Two-way deterministic finite automaton
About: Two-way deterministic finite automaton is a research topic. Over the lifetime, 1409 publications have been published within this topic receiving 31026 citations.
Papers published on a yearly basis
TL;DR: Finite automata are considered as instruments for classifying finite tapes as well as generalizations of the notion of an automaton are introduced and their relation to the classical automata is determined.
Abstract: Finite automata are considered in this paper as instruments for classifying finite tapes. Each one-tape automaton defines a set of tapes, a two-tape automaton defines a set of pairs of tapes, et cetera. The structure of the defined sets is studied. Various generalizations of the notion of an automaton are introduced and their relation to the classical automata is determined. Some decision problems concerning automata are shown to be solvable by effective algorithms; others turn out to be unsolvable by algorithms.
•01 Jan 1969
TL;DR: The theory of formal languages as a coherent theory is presented and its relationship to automata theory is made explicit, including the Turing machine and certain advanced topics in language theory.
Abstract: From the Preface (See Front Matter for full Preface) The study of formal languages constitutes an important subarea of computer science. This area sprang to life around 1956 when Noam Chomsky gave a mathematical model of a grammar in connection with his study of natural languages. Shortly afterwards, the concept of a grammar was found to be of great importance to the programmer when the syntax of the programming language ALGOL was defined by a context-free grammar. This development led naturally to syntax-directed compiling and the concept of a compiler compiler. Since then a considerable flurry of activity has taken place, the results of which have related formal languages and automata theory to such an extent that it is impossible to treat the areas separately. By now, no serious study of computer science would be complete without a knowledge of the techniques and results from language and automata theory. This book presents the theory of formal languages as a coherent theory and makes explicit its relationship to automata. The book begins with an explanation of the notion of a finite description of a language. The fundamental descriptive device--the grammar--is explained, as well as its three major subclasses--regular, context-free, and context-sensitive grammars. The context-free grammars are treated in detail, and such topics as normal forms, derivation trees, and ambiguity are covered. Four types of automata equivalent to the four types of grammars are described. These automata are the finite automaton, the pushdown automaton, the linear bounded automaton, and the Turing machine. The Turing machine is covered in detail, and unsolvability of the halting problem shown. The book concludes with certain advanced topics in language theory--closure properties, computational complexity, deterministic pushdown automata, LR(k) grammars, stack automata, and decidability.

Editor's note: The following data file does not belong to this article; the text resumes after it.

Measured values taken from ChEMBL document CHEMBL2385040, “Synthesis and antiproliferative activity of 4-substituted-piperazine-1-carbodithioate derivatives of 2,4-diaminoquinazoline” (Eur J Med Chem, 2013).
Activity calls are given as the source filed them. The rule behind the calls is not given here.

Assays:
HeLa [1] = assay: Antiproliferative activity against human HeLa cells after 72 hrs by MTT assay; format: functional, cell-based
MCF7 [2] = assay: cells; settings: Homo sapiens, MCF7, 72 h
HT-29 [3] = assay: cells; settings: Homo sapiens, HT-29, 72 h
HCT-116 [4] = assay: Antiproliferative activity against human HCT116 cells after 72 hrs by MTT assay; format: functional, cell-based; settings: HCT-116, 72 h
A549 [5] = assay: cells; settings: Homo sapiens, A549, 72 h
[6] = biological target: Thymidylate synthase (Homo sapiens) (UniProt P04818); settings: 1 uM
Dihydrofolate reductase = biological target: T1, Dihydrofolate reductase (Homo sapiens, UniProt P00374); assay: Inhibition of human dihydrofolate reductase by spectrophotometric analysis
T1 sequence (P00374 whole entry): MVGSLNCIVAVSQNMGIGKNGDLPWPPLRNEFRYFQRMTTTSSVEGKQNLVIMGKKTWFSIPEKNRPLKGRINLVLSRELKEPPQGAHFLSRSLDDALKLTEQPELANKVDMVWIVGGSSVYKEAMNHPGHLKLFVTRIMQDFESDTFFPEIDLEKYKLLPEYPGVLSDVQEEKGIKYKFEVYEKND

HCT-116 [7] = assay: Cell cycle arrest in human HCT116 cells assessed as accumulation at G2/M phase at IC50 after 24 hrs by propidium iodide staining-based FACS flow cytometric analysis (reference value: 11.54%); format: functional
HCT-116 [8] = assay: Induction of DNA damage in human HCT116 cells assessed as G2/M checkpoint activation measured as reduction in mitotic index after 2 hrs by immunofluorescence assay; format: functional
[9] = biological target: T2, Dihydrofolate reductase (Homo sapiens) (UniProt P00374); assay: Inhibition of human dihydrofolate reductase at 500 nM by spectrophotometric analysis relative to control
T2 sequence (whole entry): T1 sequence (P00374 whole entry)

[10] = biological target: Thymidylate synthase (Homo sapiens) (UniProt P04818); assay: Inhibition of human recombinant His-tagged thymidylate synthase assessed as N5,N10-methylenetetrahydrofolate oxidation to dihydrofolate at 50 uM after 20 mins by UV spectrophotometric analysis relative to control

01 Jan 1971
TL;DR: An algorithm is given for minimizing the number of states in a finite automaton or for determining if two finite automata are equivalent and the running time is bounded by k n log n.
Abstract: An algorithm is given for minimizing the number of states in a finite automaton or for determining if two finite automata are equivalent. The asymptotic running time of the algorithm is bounded by k n log n where k is some constant and n is the number of states. The constant k depends linearly on the size of the input alphabet.
TL;DR: The question of whether there is an automaton with n states which agrees with a finite set D of data is shown to be NP-complete, although identification-in-the-limit of finite automata is possible in polynomial time as a function of the size of D.
Abstract: The question of whether there is an automaton with n states which agrees with a finite set D of data is shown to be NP-complete, although identification-in-the-limit of finite automata is possible in polynomial time as a function of the size of D. Necessary and sufficient conditions are given for D to be realizable by an automaton whose states are reachable from the initial state by a given set T of input strings. Although this question is also NP-complete, these conditions suggest heuristic approaches. Even if a solution to this problem were available, it is shown that finding a minimal set T does not necessarily give the smallest possible T.
••18 Jul 2001
TL;DR: An algorithm to generate Buchi automata from LTL formulae is presented and compared with Spin: the experiments show that the algorithm is much more efficient than Spin.
Abstract: We present an algorithm to generate Buchi automata from LTL formulae. This algorithm generates a very weak alternating co-Buchi automaton and then transforms it into a Buchi automaton, using a generalized Buchi automaton as an intermediate step. Each automaton is simplified on-the-fly in order to save memory and time. As usual we simplify the LTL formula before any treatment. We implemented this algorithm and compared it with Spin: the experiments show that our algorithm is much more efficient than Spin. The criteria of comparison are the size of the resulting automaton, the time of the computation and the memory used. Our implementation is available on the web at the following address: http://verif.liafa.jussieu.fr/ltl2ba